6. I bought this book from book bub just a few days ago. I read the reviews and the star rating. I thought it might be a good book for my book club. The club is an unusual group with taste in genre from pillar to post. In one of the reviews it was said if you liked the art of fielding you would like this book. We read that book and all liked it so I jumped in this book hoping to recommend it to the group. Well I couldn't put it down. I loved the way the characters were developed the story just suck [...]


    7. A must read if you like baseball or Pittsburgh or novels about complex, contemporary family relationships. Swing is an intricately structured novel that explores love, guilt and forgiveness written by the talented author of Dear Zoey. Beard is a keen observer of people which translates into main characters who feel real, as though you just might know them--or even be them. The characters are flawed but yet admirable. The setting is grounded with the history of the city (particularly the Pirates) [...]


    8. Bought it because Book Bub had it on sale for 99 cents and it was compared to The Art of Fielding. I liked it better than "Art", both were about loss and family , with heavy doses of baseball. What made this one special for me was it said about commitment to family. Beard can wax sentimental but most of the time he leaves no stones unturned examining the disappointments broken promises and slights that can make family life hard. But like a good Springsteen song in the end your commitments are wo [...]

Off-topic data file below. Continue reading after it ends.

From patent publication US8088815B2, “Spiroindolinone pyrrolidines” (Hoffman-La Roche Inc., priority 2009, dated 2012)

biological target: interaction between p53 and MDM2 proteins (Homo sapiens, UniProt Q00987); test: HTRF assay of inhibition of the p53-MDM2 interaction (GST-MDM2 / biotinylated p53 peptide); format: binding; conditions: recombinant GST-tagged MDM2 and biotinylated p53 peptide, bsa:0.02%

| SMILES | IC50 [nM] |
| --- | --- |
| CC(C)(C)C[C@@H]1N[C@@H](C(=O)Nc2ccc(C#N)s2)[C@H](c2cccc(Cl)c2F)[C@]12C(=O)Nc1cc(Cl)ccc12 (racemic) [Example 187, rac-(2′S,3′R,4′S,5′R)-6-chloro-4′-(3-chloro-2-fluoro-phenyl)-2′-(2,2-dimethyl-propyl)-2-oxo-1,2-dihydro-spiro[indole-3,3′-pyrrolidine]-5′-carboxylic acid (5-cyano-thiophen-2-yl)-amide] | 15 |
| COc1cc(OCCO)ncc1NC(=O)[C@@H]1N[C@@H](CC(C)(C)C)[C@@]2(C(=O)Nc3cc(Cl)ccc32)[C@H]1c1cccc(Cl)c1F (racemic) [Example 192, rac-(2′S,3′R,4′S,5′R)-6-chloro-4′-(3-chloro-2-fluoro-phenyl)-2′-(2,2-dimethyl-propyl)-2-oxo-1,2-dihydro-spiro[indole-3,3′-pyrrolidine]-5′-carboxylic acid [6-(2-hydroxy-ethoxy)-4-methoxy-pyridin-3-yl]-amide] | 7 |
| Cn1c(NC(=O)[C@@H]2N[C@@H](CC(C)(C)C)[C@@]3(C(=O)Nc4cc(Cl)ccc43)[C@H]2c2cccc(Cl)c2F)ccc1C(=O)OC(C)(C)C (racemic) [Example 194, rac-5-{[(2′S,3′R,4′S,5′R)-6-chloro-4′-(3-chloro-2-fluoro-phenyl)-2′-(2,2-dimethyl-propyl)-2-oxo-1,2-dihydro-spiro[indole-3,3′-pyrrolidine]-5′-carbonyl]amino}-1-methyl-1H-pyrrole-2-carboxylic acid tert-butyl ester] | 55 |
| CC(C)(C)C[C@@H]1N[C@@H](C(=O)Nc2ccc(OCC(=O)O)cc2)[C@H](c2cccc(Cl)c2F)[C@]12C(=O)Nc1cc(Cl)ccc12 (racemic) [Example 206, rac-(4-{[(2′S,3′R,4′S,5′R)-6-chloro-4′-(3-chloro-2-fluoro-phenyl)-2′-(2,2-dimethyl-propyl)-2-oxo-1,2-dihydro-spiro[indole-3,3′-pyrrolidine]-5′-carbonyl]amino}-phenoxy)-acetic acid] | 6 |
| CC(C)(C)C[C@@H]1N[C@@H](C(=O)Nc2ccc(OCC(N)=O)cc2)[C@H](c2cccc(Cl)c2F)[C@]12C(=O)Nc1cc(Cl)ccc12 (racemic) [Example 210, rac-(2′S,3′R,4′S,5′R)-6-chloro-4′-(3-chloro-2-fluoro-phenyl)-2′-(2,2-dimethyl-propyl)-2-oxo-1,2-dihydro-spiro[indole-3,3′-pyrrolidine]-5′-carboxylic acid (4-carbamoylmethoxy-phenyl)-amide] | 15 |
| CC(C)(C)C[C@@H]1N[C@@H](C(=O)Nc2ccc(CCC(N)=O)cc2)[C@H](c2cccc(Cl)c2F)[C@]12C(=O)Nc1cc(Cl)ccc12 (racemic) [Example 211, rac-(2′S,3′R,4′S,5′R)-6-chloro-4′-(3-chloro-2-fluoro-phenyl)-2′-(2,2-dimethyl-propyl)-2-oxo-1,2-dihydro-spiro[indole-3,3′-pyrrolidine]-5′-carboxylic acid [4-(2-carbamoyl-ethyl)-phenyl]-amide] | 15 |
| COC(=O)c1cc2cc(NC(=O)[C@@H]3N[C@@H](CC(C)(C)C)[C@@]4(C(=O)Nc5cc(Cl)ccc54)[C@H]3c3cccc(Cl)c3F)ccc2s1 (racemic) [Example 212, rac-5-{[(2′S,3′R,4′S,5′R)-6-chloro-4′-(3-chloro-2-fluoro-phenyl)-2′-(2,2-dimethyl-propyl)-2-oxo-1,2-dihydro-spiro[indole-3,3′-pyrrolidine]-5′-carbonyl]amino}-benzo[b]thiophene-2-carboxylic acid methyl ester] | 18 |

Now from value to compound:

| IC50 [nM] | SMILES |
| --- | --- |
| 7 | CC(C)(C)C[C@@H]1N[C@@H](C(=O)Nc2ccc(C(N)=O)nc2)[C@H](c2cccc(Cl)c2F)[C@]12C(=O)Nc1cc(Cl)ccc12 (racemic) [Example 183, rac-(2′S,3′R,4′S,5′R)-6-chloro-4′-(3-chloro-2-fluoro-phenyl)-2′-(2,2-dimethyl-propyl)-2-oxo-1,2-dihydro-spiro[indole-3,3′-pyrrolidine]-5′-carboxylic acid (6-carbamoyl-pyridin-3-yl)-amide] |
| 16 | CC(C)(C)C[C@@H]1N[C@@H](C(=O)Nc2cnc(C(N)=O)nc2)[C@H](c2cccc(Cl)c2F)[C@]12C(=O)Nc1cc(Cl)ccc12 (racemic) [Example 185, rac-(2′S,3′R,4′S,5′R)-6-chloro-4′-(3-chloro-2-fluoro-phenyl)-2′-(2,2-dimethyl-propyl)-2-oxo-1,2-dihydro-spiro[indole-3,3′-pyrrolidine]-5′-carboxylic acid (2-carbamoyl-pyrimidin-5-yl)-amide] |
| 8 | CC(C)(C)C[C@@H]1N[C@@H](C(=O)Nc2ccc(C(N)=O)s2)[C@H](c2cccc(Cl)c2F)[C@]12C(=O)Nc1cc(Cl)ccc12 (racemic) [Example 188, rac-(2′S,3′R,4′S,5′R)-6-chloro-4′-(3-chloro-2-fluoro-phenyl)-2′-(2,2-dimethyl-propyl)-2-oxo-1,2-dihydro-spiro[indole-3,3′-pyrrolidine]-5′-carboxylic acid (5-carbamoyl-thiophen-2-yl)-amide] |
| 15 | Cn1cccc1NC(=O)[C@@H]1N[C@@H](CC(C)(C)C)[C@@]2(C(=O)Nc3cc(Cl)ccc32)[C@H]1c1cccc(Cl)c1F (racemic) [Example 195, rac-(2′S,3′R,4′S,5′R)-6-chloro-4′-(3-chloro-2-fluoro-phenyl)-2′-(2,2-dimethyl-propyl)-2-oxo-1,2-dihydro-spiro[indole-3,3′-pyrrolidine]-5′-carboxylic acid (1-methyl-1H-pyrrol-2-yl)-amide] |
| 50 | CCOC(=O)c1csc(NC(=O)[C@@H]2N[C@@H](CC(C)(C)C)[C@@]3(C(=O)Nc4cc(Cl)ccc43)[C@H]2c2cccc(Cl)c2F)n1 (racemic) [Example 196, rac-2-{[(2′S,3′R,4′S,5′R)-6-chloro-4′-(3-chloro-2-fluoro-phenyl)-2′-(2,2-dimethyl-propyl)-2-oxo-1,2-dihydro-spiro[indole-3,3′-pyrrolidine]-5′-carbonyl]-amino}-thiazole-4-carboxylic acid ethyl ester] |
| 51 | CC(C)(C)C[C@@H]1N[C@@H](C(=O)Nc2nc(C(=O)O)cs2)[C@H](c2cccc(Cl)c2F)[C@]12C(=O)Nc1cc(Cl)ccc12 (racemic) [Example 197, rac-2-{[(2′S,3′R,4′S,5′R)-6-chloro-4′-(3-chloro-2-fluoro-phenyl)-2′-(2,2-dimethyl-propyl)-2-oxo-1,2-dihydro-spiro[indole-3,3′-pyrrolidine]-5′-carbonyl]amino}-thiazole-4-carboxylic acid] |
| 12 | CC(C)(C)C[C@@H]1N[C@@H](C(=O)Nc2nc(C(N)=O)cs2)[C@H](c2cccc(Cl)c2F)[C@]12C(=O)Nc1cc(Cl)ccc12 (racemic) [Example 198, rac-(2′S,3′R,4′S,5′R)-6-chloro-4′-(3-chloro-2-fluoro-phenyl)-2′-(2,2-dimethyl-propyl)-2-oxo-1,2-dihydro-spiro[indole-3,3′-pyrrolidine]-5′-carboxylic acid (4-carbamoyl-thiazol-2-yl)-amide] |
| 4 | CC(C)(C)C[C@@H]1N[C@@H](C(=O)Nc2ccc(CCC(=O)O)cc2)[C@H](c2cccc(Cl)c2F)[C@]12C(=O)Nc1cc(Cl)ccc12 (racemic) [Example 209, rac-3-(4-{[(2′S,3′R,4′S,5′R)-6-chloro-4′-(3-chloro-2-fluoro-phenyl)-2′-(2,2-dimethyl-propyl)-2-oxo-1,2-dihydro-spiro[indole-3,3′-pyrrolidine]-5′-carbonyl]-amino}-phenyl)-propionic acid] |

9. This is a serious novel about life and loss, with fully-realized characters and a plot that alternates between past and present. In addition to the two sets of children in the alternating stories, and the two sets of adults, the novel includes baseball. Specifically, the 1971 World Series between the favored Baltimore Orioles and the underdog Pittsburgh Pirates. But you don't have to know baseball at all to appreciate this book.


    10. This book was a fantastic love letter to the Pirates, the city of Pittsburgh and people that are wandering through adulthood, facing problems and dealing with the past. I LOVED the writing style, the characters, the mood and the journey back in time to when I would to attend Pirate games with my parents and grandparents. The story is gentle, yet gripping and yes, I cried at the end. A short, wonderful read that will stay with me and that I will recommend over, and over.